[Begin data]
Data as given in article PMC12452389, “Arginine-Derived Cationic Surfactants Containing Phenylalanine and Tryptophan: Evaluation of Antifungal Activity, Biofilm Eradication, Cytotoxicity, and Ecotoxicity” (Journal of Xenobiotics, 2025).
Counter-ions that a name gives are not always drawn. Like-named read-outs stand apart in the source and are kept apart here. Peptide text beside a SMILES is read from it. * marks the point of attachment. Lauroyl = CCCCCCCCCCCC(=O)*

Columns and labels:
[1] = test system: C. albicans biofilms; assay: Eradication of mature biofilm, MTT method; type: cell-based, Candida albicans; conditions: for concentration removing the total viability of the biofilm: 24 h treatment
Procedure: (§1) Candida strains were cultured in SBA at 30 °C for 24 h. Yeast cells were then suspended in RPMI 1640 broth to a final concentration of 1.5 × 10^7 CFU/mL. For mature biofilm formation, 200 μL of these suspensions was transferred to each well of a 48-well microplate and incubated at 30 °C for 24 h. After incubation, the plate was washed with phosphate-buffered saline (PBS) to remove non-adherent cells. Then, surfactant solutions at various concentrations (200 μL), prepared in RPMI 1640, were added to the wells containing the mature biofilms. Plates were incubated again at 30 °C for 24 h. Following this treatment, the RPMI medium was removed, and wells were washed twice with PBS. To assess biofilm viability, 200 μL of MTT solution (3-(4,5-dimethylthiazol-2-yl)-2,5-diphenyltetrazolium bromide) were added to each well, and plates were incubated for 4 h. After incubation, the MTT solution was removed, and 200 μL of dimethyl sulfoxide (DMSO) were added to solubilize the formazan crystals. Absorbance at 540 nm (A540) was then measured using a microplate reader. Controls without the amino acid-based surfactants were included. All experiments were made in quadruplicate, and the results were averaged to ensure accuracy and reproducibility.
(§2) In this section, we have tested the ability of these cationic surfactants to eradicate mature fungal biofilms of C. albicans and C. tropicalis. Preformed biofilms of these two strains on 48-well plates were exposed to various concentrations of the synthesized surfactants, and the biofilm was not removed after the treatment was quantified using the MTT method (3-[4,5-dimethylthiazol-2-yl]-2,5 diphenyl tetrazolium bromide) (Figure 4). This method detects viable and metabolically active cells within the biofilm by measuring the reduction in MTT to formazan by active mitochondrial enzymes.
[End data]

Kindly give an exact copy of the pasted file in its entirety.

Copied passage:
Data as given in article PMC12452389, “Arginine-Derived Cationic Surfactants Containing Phenylalanine and Tryptophan: Evaluation of Antifungal Activity, Biofilm Eradication, Cytotoxicity, and Ecotoxicity” (Journal of Xenobiotics, 2025).
Counter-ions that a name gives are not always drawn. Like-named read-outs stand apart in the source and are kept apart here. Peptide text beside a SMILES is read from it. * marks the point of attachment. Lauroyl = CCCCCCCCCCCC(=O)*

Columns and labels:
[1] = test system: C. albicans biofilms; assay: Eradication of mature biofilm, MTT method; type: cell-based, Candida albicans; conditions: for concentration removing the total viability of the biofilm: 24 h treatment
Procedure: (§1) Candida strains were cultured in SBA at 30 °C for 24 h. Yeast cells were then suspended in RPMI 1640 broth to a final concentration of 1.5 × 10^7 CFU/mL. For mature biofilm formation, 200 μL of these suspensions was transferred to each well of a 48-well microplate and incubated at 30 °C for 24 h. After incubation, the plate was washed with phosphate-buffered saline (PBS) to remove non-adherent cells. Then, surfactant solutions at various concentrations (200 μL), prepared in RPMI 1640, were added to the wells containing the mature biofilms. Plates were incubated again at 30 °C for 24 h. Following this treatment, the RPMI medium was removed, and wells were washed twice with PBS. To assess biofilm viability, 200 μL of MTT solution (3-(4,5-dimethylthiazol-2-yl)-2,5-diphenyltetrazolium bromide) were added to each well, and plates were incubated for 4 h. After incubation, the MTT solution was removed, and 200 μL of dimethyl sulfoxide (DMSO) were added to solubilize the formazan crystals. Absorbance at 540 nm (A540) was then measured using a microplate reader. Controls without the amino acid-based surfactants were included. All experiments were made in quadruplicate, and the results were averaged to ensure accuracy and reproducibility.
(§2) In this section, we have tested the ability of these cationic surfactants to eradicate mature fungal biofilms of C. albicans and C. tropicalis. Preformed biofilms of these two strains on 48-well plates were exposed to various concentrations of the synthesized surfactants, and the biofilm was not removed after the treatment was quantified using the MTT method (3-[4,5-dimethylthiazol-2-yl]-2,5 diphenyl tetrazolium bromide) (Figure 4). This method detects viable and metabolically active cells within the biofilm by measuring the reduction in MTT to formazan by active mitochondrial enzymes.